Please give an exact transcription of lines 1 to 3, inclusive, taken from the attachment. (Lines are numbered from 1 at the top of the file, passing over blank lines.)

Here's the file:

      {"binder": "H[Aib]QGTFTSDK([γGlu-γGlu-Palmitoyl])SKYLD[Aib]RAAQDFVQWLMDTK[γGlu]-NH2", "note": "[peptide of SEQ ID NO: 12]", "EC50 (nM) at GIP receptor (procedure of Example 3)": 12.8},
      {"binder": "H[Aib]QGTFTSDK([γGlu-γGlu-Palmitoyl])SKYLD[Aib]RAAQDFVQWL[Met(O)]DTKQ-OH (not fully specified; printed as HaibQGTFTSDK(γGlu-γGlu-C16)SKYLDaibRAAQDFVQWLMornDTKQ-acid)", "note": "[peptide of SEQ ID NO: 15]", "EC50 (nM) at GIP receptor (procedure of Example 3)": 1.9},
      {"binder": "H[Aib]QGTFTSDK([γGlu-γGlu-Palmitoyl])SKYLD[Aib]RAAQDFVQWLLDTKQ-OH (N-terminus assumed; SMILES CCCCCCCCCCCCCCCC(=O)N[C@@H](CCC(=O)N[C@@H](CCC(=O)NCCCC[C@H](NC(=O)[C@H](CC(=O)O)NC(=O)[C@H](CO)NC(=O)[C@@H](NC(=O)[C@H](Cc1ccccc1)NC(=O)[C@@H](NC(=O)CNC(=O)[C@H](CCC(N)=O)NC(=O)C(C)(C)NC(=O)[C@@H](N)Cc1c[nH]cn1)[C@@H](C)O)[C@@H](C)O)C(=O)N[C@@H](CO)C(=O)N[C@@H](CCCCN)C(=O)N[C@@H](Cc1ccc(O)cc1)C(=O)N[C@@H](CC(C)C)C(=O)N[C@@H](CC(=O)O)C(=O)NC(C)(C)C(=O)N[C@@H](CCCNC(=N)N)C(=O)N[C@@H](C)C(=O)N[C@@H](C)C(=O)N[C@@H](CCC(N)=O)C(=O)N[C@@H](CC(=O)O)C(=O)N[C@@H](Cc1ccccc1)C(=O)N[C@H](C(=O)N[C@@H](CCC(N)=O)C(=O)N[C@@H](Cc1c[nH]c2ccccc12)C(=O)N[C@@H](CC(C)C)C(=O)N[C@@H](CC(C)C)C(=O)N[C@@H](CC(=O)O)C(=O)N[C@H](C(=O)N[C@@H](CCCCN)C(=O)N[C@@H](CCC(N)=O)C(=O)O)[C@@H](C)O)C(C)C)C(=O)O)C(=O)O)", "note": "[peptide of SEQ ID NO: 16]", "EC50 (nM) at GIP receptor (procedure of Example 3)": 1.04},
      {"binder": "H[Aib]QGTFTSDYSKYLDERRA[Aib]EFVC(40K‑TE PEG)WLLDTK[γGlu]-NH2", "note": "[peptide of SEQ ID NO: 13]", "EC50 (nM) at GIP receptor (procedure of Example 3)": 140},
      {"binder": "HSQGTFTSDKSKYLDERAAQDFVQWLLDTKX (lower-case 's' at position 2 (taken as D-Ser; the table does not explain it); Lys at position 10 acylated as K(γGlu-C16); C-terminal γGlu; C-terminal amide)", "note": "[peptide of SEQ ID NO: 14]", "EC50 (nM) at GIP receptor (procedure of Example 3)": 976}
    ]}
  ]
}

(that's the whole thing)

      {"binder": "H[Aib]QGTFTSDK([γGlu-γGlu-Palmitoyl])SKYLD[Aib]RAAQDFVQWLMDTK[γGlu]-NH2", "note": "[peptide of SEQ ID NO: 12]", "EC50 (nM) at GIP receptor (procedure of Example 3)": 12.8},
      {"binder": "H[Aib]QGTFTSDK([γGlu-γGlu-Palmitoyl])SKYLD[Aib]RAAQDFVQWL[Met(O)]DTKQ-OH (not fully specified; printed as HaibQGTFTSDK(γGlu-γGlu-C16)SKYLDaibRAAQDFVQWLMornDTKQ-acid)", "note": "[peptide of SEQ ID NO: 15]", "EC50 (nM) at GIP receptor (procedure of Example 3)": 1.9},
      {"binder": "H[Aib]QGTFTSDK([γGlu-γGlu-Palmitoyl])SKYLD[Aib]RAAQDFVQWLLDTKQ-OH (N-terminus assumed; SMILES CCCCCCCCCCCCCCCC(=O)N[C@@H](CCC(=O)N[C@@H](CCC(=O)NCCCC[C@H](NC(=O)[C@H](CC(=O)O)NC(=O)[C@H](CO)NC(=O)[C@@H](NC(=O)[C@H](Cc1ccccc1)NC(=O)[C@@H](NC(=O)CNC(=O)[C@H](CCC(N)=O)NC(=O)C(C)(C)NC(=O)[C@@H](N)Cc1c[nH]cn1)[C@@H](C)O)[C@@H](C)O)C(=O)N[C@@H](CO)C(=O)N[C@@H](CCCCN)C(=O)N[C@@H](Cc1ccc(O)cc1)C(=O)N[C@@H](CC(C)C)C(=O)N[C@@H](CC(=O)O)C(=O)NC(C)(C)C(=O)N[C@@H](CCCNC(=N)N)C(=O)N[C@@H](C)C(=O)N[C@@H](C)C(=O)N[C@@H](CCC(N)=O)C(=O)N[C@@H](CC(=O)O)C(=O)N[C@@H](Cc1ccccc1)C(=O)N[C@H](C(=O)N[C@@H](CCC(N)=O)C(=O)N[C@@H](Cc1c[nH]c2ccccc12)C(=O)N[C@@H](CC(C)C)C(=O)N[C@@H](CC(C)C)C(=O)N[C@@H](CC(=O)O)C(=O)N[C@H](C(=O)N[C@@H](CCCCN)C(=O)N[C@@H](CCC(N)=O)C(=O)O)[C@@H](C)O)C(C)C)C(=O)O)C(=O)O)", "note": "[peptide of SEQ ID NO: 16]", "EC50 (nM) at GIP receptor (procedure of Example 3)": 1.04},